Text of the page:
Alexander the Great
Macedonia is a geographical and historical region of the Balkan peninsula in southeastern Europe. Its boundaries have changed considerably over time, but nowadays the region is considered to include parts of five Balkan countries: Greece, the Republic of Macedonia, Bulgaria, Albania, Serbia (including the Gora region in Kosovo). It covers approximately 67,000 square kilometres (25,869 sq mi) and has a population of 4.76 million.
Its oldest known settlements date back approximately 9,000 years. From the middle of the 4th century BC, the Kingdom of Macedon became the dominant power in Greece and the neighboring regions; since then Macedonia has had a diverse history.
The definition of Macedonia has changed several times throughout history.
Phillip II, father of Alexander the Great
statue in Plovdiv, Bulgaria
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Prior to its expansion under Philip II, the ancient kingdom of Macedonia, to which the modern region owes its name, lay entirely within the current Greek province of Macedonia.
Heraclea Lyncestis, Republic of Macedonia, town founded by Phillip II
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Republic of Macedonia
Macedonia ; Greek: Μακεδονία, Makedonía, is a geographical and historical region of Greece in Southern Europe. Macedonia is the largest and second most populous Greek region. The region and that of Thrace (and sometimes Epirus and Thessaly) are often together referred to informally as Northern Greece.
It incorporates most of the territories of ancient Macedon, a kingdom ruled by the Argeads whose most celebrated members were Alexander the Great and his father Philip II. The name Macedonia was later applied to identify various administrative areas in the Roman and Byzantine Empires with widely differing borders. Under the Ottomans, the name disappeared altogether.
Travels and Empire of Alexander the Great
Even before the establishment of the modern Greek state in 1830, it was identified as a Greek province, albeit without clearly defined geographical borders. By the mid 19th century, the name was becoming consolidated informally, defining more of a distinct geographical, rather than political, region in the southern Balkans. At the end of the Ottoman Empire most of the region known as Rumelia (from Ottoman Turkish: Rumeli, "Land of the Romans") was divided by the Treaty of Bucharest of 1913, following the Ottoman defeat in the Balkan Wars of 1912-1913. Greece, Serbia, Bulgaria each took control of portions of the Macedonia (region), with Greece obtaining the largest portion; a small section went to Albania. The region was an administrative subdivision of Greece until the administrative reform of 1987, when the region was divided into the regions of West Macedonia and Central Macedonia and part of the region of East Macedonia and Thrace, the latter containing also the whole of the region of Thrace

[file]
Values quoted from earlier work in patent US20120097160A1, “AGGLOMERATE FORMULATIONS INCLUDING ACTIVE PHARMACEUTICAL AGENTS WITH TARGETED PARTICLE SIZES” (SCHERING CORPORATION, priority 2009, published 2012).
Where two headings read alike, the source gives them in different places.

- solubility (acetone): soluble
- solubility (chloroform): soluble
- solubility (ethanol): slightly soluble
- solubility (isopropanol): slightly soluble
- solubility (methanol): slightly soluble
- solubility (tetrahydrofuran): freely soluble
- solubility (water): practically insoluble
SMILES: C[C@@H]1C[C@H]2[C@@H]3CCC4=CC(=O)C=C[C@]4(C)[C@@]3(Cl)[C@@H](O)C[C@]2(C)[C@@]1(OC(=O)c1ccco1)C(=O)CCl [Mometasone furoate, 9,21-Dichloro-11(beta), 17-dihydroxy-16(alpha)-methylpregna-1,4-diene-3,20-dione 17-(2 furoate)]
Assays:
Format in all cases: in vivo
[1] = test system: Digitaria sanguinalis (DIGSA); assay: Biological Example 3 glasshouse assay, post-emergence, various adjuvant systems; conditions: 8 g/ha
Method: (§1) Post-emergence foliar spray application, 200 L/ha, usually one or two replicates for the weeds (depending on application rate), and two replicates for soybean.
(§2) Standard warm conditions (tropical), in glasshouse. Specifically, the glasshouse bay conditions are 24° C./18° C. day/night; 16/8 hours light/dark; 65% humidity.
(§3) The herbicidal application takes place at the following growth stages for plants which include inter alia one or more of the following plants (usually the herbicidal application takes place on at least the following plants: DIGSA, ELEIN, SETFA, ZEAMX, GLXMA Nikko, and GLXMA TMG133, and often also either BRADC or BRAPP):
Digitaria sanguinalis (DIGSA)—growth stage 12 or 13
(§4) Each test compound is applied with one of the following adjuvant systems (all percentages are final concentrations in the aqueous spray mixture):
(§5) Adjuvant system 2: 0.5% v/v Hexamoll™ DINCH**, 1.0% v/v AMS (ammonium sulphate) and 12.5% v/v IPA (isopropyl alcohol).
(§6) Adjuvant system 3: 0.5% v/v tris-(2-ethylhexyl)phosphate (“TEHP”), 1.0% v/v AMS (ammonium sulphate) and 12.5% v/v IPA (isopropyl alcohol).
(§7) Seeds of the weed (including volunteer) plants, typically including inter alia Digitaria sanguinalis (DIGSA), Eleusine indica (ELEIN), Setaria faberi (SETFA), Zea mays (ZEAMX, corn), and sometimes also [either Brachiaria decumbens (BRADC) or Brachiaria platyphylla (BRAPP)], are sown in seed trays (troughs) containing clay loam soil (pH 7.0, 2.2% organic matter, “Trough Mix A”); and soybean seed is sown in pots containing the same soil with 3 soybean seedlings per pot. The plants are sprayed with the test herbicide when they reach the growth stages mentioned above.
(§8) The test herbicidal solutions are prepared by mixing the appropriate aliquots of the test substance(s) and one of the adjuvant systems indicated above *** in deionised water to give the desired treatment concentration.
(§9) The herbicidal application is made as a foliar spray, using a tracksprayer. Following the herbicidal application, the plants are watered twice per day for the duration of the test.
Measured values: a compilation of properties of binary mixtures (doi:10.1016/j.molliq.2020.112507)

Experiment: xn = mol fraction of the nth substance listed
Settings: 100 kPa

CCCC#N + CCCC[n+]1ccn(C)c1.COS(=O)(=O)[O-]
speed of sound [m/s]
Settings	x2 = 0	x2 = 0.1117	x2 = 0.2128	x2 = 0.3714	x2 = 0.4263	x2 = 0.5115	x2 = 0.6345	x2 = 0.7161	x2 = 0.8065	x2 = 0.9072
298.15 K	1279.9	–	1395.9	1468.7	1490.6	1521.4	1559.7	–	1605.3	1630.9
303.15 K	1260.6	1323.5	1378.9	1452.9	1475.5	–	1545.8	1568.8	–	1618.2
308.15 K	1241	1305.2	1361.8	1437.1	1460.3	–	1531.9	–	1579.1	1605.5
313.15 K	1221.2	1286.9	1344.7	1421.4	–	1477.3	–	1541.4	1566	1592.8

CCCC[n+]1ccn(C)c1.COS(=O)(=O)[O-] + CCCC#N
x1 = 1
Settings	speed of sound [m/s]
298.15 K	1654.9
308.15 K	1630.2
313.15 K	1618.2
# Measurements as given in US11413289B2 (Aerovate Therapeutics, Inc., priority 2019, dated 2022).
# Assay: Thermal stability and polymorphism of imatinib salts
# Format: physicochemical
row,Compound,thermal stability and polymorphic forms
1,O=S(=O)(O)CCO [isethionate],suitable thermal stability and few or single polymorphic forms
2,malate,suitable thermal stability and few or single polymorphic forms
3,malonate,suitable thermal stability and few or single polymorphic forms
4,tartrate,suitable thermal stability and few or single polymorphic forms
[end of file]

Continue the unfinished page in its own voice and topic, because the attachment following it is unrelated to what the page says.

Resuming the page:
A controversy exists in regard to whether or not any parts of the historic region of Macedonia are incorporated in the present-day Republic of Macedonia, as very little if any of the ancient Macedonian kingdom is. There is also controversy, however, with regard to the Slavic peoples who are concentrated in less than half of the region. They first arrived in the late 6th and early 7th centuries AD when Slavic-speaking populations overturned Macedonia's Greek ethnic composition. As a result, the appropriation by the "Republic of Macedonia" of what Greece held as its "Greek symbols", raised concerns in Greece as well as fuelling nationalist anger. This anger was reinforced by the legacy of the Civil War and the view in some quarters, that members of Greece's Slavic-speaking minority were pro-Yugoslavian and presented a danger to its borders. The status of the Republic of Macedonia became a heated political issue in Greece where demonstrations took place in Athens while one million Macedonian Greeks took to the streets in Thessaloniki in 1992, under the slogan: "Macedonia is Greek", referring to the name and ancient history of the region, not posing a territorial claim against their northern neighbor. Initially, the Greek government objected formally to any use of the name Macedonia (including any derivative names) and also to the use of symbols such as the Vergina Sun. On the other hand, also in 1992, demonstrations by more than 100,000 ethnic Slav Macedonians took place in Skopje, the capital of the Republic of Macedonia, over the failure to receive recognition and supporting the constitutional name of the country.
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